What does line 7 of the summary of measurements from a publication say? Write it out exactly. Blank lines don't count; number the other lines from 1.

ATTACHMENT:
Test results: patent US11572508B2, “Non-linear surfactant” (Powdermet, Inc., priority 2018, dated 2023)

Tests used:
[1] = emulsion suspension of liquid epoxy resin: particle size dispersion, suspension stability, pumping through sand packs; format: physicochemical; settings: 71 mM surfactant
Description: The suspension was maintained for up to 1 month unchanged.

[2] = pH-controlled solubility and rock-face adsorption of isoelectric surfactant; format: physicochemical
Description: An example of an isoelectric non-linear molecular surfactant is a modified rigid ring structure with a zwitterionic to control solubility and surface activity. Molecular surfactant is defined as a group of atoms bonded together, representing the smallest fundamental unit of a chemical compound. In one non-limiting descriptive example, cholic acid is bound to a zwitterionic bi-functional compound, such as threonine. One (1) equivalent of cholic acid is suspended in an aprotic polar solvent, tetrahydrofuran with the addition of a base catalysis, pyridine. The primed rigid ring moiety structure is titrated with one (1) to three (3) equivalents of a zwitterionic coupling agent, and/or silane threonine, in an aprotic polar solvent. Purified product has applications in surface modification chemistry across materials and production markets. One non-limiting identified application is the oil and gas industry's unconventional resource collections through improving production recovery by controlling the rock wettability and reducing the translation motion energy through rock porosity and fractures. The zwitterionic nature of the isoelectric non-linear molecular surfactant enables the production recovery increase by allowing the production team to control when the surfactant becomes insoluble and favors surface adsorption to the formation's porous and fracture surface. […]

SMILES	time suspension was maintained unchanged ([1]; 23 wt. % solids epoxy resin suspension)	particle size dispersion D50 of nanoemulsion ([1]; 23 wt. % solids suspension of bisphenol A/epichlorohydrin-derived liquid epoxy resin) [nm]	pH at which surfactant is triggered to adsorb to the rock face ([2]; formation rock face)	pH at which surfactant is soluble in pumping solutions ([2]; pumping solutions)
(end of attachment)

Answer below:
SMILES	time suspension was maintained unchanged ([1]; 23 wt. % solids epoxy resin suspension)	particle size dispersion D50 of nanoemulsion ([1]; 23 wt. % solids suspension of bisphenol A/epichlorohydrin-derived liquid epoxy resin) [nm]	pH at which surfactant is triggered to adsorb to the rock face ([2]; formation rock face)	pH at which surfactant is soluble in pumping solutions ([2]; pumping solutions)